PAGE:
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    Rights statement: This is an Accepted Manuscript of an article published by Taylor & Francis in Journal of Industrial and Production Engineering on 1st February 2021, available online: http://www.tandfonline.com/10.1080/21681015.2021.1883136

    Accepted author manuscript, 847 KB, PDF document

    Embargo ends: 1/02/22

    Available under license: CC BY-NC: Creative Commons Attribution-NonCommercial 4.0 International License

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Self-organizing material flow control using smart products: an assessment by simulation

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<mark>Journal publication date</mark>1/02/2021
<mark>Journal</mark>Journal of Industrial and Production Engineering
Issue number2
Volume38
Number of pages9
Pages (from-to)148-156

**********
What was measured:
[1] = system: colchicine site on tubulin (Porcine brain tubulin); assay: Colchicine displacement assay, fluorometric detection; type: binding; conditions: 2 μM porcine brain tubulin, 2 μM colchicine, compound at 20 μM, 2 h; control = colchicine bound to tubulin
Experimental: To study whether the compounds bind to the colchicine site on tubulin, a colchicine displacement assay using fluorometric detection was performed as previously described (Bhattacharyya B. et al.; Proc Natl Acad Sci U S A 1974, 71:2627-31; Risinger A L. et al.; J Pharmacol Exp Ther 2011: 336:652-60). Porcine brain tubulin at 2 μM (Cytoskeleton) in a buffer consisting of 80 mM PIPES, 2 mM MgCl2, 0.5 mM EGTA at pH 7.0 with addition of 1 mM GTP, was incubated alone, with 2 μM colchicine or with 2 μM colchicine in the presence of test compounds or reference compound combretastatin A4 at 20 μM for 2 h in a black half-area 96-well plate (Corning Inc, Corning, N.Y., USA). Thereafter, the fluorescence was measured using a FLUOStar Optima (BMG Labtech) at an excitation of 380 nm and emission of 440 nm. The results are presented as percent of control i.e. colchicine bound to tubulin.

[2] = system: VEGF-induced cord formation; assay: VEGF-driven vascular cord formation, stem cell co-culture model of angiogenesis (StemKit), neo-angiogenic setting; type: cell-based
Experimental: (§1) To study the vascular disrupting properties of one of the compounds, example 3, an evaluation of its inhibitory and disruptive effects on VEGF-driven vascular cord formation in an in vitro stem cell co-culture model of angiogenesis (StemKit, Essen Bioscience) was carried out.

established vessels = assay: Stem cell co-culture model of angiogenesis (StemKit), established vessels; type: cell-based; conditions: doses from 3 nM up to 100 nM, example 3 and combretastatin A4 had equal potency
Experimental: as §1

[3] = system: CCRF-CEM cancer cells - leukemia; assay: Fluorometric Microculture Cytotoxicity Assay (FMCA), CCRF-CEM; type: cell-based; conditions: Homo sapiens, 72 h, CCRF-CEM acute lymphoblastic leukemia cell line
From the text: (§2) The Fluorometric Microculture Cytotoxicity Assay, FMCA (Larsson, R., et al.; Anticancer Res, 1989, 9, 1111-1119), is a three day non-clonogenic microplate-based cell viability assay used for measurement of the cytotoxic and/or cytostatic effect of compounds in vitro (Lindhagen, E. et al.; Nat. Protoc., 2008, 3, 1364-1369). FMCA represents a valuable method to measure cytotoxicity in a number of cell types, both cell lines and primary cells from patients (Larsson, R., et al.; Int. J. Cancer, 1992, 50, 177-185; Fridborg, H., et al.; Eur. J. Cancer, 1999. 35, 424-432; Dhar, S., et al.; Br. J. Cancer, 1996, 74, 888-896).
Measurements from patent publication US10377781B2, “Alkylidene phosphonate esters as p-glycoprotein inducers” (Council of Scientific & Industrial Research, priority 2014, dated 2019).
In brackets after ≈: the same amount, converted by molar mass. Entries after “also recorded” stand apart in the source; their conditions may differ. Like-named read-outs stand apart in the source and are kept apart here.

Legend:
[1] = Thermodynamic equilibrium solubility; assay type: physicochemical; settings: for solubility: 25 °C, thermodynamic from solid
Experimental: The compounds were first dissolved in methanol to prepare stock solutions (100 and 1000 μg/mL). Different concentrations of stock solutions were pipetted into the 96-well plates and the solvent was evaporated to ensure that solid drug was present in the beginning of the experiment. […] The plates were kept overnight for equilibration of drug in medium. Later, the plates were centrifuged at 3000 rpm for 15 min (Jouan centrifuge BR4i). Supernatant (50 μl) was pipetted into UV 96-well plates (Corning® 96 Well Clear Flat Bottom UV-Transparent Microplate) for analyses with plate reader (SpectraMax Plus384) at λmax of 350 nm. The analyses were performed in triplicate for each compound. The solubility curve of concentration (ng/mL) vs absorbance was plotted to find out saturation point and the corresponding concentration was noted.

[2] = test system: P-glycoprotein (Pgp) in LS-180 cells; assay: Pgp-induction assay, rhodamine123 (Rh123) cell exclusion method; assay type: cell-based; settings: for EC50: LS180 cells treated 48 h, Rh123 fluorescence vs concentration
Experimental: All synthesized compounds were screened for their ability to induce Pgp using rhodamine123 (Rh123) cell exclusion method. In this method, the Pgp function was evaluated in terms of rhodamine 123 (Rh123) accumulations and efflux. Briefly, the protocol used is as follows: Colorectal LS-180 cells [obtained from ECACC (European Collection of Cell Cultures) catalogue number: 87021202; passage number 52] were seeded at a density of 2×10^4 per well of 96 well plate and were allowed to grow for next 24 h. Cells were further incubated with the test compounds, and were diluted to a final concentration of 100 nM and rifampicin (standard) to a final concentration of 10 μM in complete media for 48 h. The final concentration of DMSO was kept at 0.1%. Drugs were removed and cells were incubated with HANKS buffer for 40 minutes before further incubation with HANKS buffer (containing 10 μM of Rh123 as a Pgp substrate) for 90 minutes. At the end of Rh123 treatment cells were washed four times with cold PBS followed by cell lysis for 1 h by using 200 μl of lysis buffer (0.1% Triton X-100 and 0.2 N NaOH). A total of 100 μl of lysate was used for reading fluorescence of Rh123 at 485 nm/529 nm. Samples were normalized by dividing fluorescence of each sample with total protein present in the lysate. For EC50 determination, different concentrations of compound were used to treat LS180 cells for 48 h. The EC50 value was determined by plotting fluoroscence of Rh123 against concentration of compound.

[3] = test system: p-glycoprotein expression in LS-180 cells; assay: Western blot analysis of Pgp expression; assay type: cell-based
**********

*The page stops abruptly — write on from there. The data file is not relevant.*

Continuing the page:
Publication StatusPublished
<mark>Original language</mark>English

Abstract

Material Flow Control (MFC) mechanisms control the movement of jobs through a set of stationery capacity resources on the shop floor. Although the objective of MFC is item-centric, i.e. to control the flow of individual jobs, most existing MFC mechanisms are resource-centric, i.e. focus on managing the capacity resources. While this was justified by technical constraints on real-time information feedback, advances in technology allow for new designs. In particular, smart products are cognizant of their local context and can communicate with one another through the Internet of Things, thereby enabling self-organized control of individual jobs. Despite this potential most application of smart products and the Internet of Things, including multi-agent systems for scheduling and holonic control, continue to focus on hierarchical, centralized data and control structures. In response, this study develops a simple item-centric MFC mechanism and uses simulation to proof the feasibility of self-organized control.

Bibliographic note

This is an Accepted Manuscript of an article published by Taylor & Francis in Journal of Industrial and Production Engineering on 1st February 2021, available online: http://www.tandfonline.com/10.1080/21681015.2021.1883136